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Dell warns of “incident” that may have leaked customers’ personal info Dell warns of “incident” that may have leaked customers’ personal info
For years, Dell customers have been on the receiving end of scam calls from people claiming to be part of the computer maker’s support... Dell warns of “incident” that may have leaked customers’ personal info


Signage outside Dell Technologies headquarters in Round Rock, Texas, US, on Monday, Feb. 6, 2023.

For years, Dell customers have been on the receiving end of scam calls from people claiming to be part of the computer maker’s support team. The scammers call from a valid Dell phone number, know the customer’s name and address, and use information that should be known only to Dell and the customer, including the service tag number, computer model, and serial number associated with a past purchase. Then the callers attempt to scam the customer into making a payment, installing questionable software, or taking some other potentially harmful action.

Recently, according to numerous social media posts such as this one, Dell notified an unspecified number of customers that names, physical addresses, and hardware and order information associated with previous purchases was somehow connected to an “incident involving a Dell portal, which contains a database with limited types of customer information.” The vague wording, which Dell is declining to elaborate on, appears to confirm an April 29 post by Daily Dark Web reporting the offer to sell purported personal information of 49 million people who bought Dell gear from 2017 to 2024.

Ad posted to Breach Forums, as reported by Daily Dark Web.
Enlarge / Ad posted to Breach Forums, as reported by Daily Dark Web.

Daily Dark Web

The customer information affected is identical in both the Dell notification and the for-sale ad, which was posted to, and later removed from, Breach Forums, an online bazaar for people looking to buy or sell stolen data. The customer information stolen, according to both Dell and the ad, included:

  • Name
  • Physical address
  • Dell hardware and order information, including service tag, item description, date of order, and related warranty information

The Daily Dark Web expanded on the data the seller claimed to have acquired:

The data, claimed to be up-to-date information registered at Dell servers, includes vital personal and company information such as full names, addresses, cities, provinces, postal codes, countries, unique 7-digit service tags of systems, system shipment dates (warranty start), warranty plans, serial numbers (for monitors), Dell customer numbers, and Dell order numbers. Notably, the threat actor asserts to be the sole possessor of this data, underscoring the severity of the breach. Among the staggering number of records, approximately 7 million rows pertain to individual/personal purchases, while 11 million belong to consumer segment companies. The remaining data pertains to enterprise, partner, schools, or unidentified entities.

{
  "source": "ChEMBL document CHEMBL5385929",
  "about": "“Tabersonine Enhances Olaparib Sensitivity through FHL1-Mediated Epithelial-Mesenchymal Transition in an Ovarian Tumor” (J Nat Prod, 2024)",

A sample of the purported Dell customer personally identifiable information up for sale.
Enlarge / A sample of the purported Dell customer personally identifiable information up for sale.

Daily Dark Web

The “incident,” as Dell lawyers and marketers call it—or similar ones that may have occurred previously—would solve a mystery that has vexed customers and reporters for almost a decade: How are scammers obtaining information known only to Dell and the targeted customer? While neither source said phone numbers were affected, it wouldn’t be hard for scammers to use names and physical addresses to search other databases for that information.

In an email, however, a Dell representative said: “There are no indications these incidents are related,” without elaborating. The representative declined to answer any additional questions, including whether the company has any idea how customer information has been making its way into the hands of scammers for almost a decade. The notification further said: “We believe there is not a significant risk to our customers given the type of information involved.”

As I reported in 2016 and again 18 months later, scores of Dell customers have reported receiving the calls. Dell’s official response both times claimed the calls were part of an industry-wide problem that plagues many tech companies. To this day, Dell hasn’t acknowledged that the calls are different because they use information known only to Dell and the customer.

People who receive unsolicited calls claiming to come from Dell should hang up and either ignore them or call the Dell support line directly. They shouldn’t engage with the caller or provide any information. It’s also possible that scammers in possession of this information could use it in mail sent to their email or physical address, assuming the scammers can find it through a people search service. The same advice applies.



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